At length the man was accosted.

“Are you not Joseph of Nazareth?”

The speaker was standing close by.

“I am so called,” answered Joseph, turning gravely around. “And you- ah, peace be unto you! my friend, Rabbi Samuel!”

“The same give I back to you.” The Rabbi paused, looking at the woman, then added, “To you, and unto your house and all your helpers, be peace.”

With the last word, he placed one hand upon his breast, and inclined his head to the woman, who, to see him, had by this time withdrawn the wimple enough to show the face of one but a short time out of girlhood. Thereupon the acquaintances grasped right hands, as if to carry them to their lips; at the last moment, however, the clasp was let go, and each kissed his own hand, then put its palm upon his forehead.

“There is so little dust upon your garments,” the Rabbi said, familiarly, “that I infer you passed the night in this city of our fathers.”

“No,” Joseph replied, “as we could only make Bethany before the night came, we stayed in the khan there, and took the road again at daybreak.”

“The journey before you is long, then- not to Joppa, I hope.”

“Only to Bethlehem.”

The countenance of the Rabbi, theretofore open and friendly, became lowering and sinister, and he cleared his throat with a growl instead of a cough.

“Yes, yes- I see,” he said. “You were born in Bethlehem and wend thither now, with your daughter, to be counted for taxation, as ordered by Caesar. The children of Jacob are as the tribes in Egypt were- only they have neither a Moses nor a Joshua. How are the mighty fallen!”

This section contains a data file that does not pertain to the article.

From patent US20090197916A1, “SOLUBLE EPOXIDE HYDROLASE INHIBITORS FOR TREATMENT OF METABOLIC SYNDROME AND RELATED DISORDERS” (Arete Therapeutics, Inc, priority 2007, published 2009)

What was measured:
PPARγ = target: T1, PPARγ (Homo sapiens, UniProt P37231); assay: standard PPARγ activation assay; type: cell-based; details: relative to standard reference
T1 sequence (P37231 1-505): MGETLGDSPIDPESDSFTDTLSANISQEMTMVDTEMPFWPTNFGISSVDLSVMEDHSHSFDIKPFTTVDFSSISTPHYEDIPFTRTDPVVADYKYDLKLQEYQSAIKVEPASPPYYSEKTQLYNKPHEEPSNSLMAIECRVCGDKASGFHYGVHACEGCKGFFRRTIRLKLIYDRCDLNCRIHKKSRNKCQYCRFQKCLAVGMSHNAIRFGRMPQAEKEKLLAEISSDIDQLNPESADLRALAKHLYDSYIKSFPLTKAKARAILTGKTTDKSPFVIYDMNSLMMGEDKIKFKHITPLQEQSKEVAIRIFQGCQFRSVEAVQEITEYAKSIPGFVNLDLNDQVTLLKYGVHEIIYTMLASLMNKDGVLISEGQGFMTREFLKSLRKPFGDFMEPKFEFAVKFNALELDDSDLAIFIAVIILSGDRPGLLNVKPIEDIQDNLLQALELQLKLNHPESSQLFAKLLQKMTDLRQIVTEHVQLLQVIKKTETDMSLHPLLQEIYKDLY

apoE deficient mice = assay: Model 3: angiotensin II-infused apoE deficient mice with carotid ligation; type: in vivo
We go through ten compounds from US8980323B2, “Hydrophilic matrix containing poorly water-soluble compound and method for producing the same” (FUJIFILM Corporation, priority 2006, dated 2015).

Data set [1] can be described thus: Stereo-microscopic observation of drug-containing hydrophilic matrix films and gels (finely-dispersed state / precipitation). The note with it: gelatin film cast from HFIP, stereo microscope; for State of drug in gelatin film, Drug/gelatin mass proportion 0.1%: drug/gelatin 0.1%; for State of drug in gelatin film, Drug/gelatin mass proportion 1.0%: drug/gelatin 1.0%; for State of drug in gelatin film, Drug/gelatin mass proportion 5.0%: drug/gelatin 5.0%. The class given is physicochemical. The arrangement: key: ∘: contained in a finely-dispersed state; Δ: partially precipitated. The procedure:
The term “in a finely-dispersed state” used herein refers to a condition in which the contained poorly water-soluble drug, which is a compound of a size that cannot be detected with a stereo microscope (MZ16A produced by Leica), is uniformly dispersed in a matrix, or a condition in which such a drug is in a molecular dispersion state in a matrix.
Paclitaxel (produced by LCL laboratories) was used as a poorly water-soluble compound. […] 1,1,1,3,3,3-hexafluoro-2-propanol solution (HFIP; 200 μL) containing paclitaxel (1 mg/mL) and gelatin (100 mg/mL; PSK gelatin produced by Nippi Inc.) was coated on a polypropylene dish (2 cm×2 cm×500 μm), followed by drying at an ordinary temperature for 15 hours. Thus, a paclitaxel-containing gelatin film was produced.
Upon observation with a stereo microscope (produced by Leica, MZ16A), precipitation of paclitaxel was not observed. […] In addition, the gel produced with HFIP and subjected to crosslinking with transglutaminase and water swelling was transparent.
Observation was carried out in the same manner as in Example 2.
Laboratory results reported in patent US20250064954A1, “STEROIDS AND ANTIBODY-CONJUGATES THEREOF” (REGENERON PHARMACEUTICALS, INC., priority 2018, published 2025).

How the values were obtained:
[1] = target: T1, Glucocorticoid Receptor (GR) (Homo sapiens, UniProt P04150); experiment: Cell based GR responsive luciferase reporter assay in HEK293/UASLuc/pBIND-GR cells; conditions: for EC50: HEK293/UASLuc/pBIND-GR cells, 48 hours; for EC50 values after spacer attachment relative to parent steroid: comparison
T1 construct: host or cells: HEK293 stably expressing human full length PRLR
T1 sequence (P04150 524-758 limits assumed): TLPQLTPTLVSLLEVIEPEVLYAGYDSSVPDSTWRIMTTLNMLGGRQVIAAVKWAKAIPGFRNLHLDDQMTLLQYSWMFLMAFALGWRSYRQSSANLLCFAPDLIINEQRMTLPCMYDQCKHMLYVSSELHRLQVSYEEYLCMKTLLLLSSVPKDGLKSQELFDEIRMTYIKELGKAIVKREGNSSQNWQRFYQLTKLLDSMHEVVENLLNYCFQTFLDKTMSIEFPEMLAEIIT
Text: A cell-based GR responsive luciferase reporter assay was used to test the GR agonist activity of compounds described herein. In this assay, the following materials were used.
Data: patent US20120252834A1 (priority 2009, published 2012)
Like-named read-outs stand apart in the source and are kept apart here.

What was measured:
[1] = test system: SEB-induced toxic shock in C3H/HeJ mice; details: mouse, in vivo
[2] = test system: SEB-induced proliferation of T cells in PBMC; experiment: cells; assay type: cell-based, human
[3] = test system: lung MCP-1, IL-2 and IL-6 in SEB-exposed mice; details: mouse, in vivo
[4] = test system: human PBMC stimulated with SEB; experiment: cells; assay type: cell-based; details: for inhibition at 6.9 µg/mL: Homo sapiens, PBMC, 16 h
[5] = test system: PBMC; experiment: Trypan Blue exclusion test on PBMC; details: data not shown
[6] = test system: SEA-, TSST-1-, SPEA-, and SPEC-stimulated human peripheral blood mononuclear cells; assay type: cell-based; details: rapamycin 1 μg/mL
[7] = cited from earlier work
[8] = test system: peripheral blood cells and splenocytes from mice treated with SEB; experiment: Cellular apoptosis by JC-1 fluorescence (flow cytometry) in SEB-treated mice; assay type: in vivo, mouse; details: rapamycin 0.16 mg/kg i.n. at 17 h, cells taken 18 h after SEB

Joseph answered, without change of posture or countenance- “The woman is not my daughter.”

But the Rabbi clung to the political idea; and he went on, without noticing the explanation, “What are the Zealots doing down in Galilee?”

“I am a carpenter, and Nazareth is a village,” said Joseph, cautiously. “The street on which my bench stands is not a road leading to any city. Hewing wood and sawing plank leave me no time to take part in the disputes of parties.”

“But you are a Jew,” said the Rabbi earnestly. “You. are a Jew, and of the line of David. It is not possible you can find pleasure in the payment of any tax except the shekel given by ancient custom to Jehovah.”

Joseph held his peace.

“I do not complain,” his friend continued, “of the amount of the tax- a denarius is a trifle. Oh, no! The imposition of the tax is the offence. And, besides, what is paying it but submission to tyranny? Tell me, is it true that Judas claims to be the Messiah? You live in the midst of his followers.”

“I have heard his followers say he was the Messiah,” Joseph replied.